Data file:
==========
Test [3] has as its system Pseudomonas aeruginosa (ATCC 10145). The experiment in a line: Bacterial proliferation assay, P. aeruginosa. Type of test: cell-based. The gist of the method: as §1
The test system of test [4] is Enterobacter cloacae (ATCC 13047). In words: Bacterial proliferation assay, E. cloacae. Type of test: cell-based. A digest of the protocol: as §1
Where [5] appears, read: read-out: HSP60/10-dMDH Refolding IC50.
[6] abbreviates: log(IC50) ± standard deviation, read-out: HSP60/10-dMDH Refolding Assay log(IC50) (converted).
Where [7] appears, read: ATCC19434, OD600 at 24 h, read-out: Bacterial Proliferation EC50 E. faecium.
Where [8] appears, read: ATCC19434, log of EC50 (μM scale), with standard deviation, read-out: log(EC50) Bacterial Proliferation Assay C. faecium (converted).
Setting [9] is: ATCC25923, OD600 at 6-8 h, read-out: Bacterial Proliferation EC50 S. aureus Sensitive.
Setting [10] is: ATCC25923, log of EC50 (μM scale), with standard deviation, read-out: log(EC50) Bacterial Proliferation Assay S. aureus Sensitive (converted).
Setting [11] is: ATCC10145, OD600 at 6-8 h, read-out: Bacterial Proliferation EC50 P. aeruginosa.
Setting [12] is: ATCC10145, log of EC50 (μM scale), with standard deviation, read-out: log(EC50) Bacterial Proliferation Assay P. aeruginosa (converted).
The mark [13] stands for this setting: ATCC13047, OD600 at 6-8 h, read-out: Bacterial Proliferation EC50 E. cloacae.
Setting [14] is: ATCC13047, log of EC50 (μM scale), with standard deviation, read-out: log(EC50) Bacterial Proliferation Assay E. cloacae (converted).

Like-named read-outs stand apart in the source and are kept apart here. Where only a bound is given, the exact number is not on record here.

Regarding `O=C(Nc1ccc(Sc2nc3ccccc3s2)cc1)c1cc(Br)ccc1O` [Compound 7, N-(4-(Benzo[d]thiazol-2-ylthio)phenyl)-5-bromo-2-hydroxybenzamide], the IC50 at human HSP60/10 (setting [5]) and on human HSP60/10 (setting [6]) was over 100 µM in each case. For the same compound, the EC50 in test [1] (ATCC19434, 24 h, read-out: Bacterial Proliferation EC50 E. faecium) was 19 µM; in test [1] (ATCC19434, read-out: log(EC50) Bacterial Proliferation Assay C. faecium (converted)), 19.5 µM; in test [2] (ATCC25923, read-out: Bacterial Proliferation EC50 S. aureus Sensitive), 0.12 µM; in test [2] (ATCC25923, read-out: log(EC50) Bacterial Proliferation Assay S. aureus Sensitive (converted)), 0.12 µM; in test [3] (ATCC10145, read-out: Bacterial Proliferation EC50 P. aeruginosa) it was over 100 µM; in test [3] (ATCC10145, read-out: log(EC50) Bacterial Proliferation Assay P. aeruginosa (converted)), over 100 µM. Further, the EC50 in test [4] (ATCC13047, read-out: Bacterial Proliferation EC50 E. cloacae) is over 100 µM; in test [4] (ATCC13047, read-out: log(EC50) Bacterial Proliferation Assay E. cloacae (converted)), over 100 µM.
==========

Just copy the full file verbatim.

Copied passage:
Test [3] has as its system Pseudomonas aeruginosa (ATCC 10145). The experiment in a line: Bacterial proliferation assay, P. aeruginosa. Type of test: cell-based. The gist of the method: as §1
The test system of test [4] is Enterobacter cloacae (ATCC 13047). In words: Bacterial proliferation assay, E. cloacae. Type of test: cell-based. A digest of the protocol: as §1
Where [5] appears, read: read-out: HSP60/10-dMDH Refolding IC50.
[6] abbreviates: log(IC50) ± standard deviation, read-out: HSP60/10-dMDH Refolding Assay log(IC50) (converted).
Where [7] appears, read: ATCC19434, OD600 at 24 h, read-out: Bacterial Proliferation EC50 E. faecium.
Where [8] appears, read: ATCC19434, log of EC50 (μM scale), with standard deviation, read-out: log(EC50) Bacterial Proliferation Assay C. faecium (converted).
Setting [9] is: ATCC25923, OD600 at 6-8 h, read-out: Bacterial Proliferation EC50 S. aureus Sensitive.
Setting [10] is: ATCC25923, log of EC50 (μM scale), with standard deviation, read-out: log(EC50) Bacterial Proliferation Assay S. aureus Sensitive (converted).
Setting [11] is: ATCC10145, OD600 at 6-8 h, read-out: Bacterial Proliferation EC50 P. aeruginosa.
Setting [12] is: ATCC10145, log of EC50 (μM scale), with standard deviation, read-out: log(EC50) Bacterial Proliferation Assay P. aeruginosa (converted).
The mark [13] stands for this setting: ATCC13047, OD600 at 6-8 h, read-out: Bacterial Proliferation EC50 E. cloacae.
Setting [14] is: ATCC13047, log of EC50 (μM scale), with standard deviation, read-out: log(EC50) Bacterial Proliferation Assay E. cloacae (converted).

Like-named read-outs stand apart in the source and are kept apart here. Where only a bound is given, the exact number is not on record here.

Regarding `O=C(Nc1ccc(Sc2nc3ccccc3s2)cc1)c1cc(Br)ccc1O` [Compound 7, N-(4-(Benzo[d]thiazol-2-ylthio)phenyl)-5-bromo-2-hydroxybenzamide], the IC50 at human HSP60/10 (setting [5]) and on human HSP60/10 (setting [6]) was over 100 µM in each case. For the same compound, the EC50 in test [1] (ATCC19434, 24 h, read-out: Bacterial Proliferation EC50 E. faecium) was 19 µM; in test [1] (ATCC19434, read-out: log(EC50) Bacterial Proliferation Assay C. faecium (converted)), 19.5 µM; in test [2] (ATCC25923, read-out: Bacterial Proliferation EC50 S. aureus Sensitive), 0.12 µM; in test [2] (ATCC25923, read-out: log(EC50) Bacterial Proliferation Assay S. aureus Sensitive (converted)), 0.12 µM; in test [3] (ATCC10145, read-out: Bacterial Proliferation EC50 P. aeruginosa) it was over 100 µM; in test [3] (ATCC10145, read-out: log(EC50) Bacterial Proliferation Assay P. aeruginosa (converted)), over 100 µM. Further, the EC50 in test [4] (ATCC13047, read-out: Bacterial Proliferation EC50 E. cloacae) is over 100 µM; in test [4] (ATCC13047, read-out: log(EC50) Bacterial Proliferation Assay E. cloacae (converted)), over 100 µM.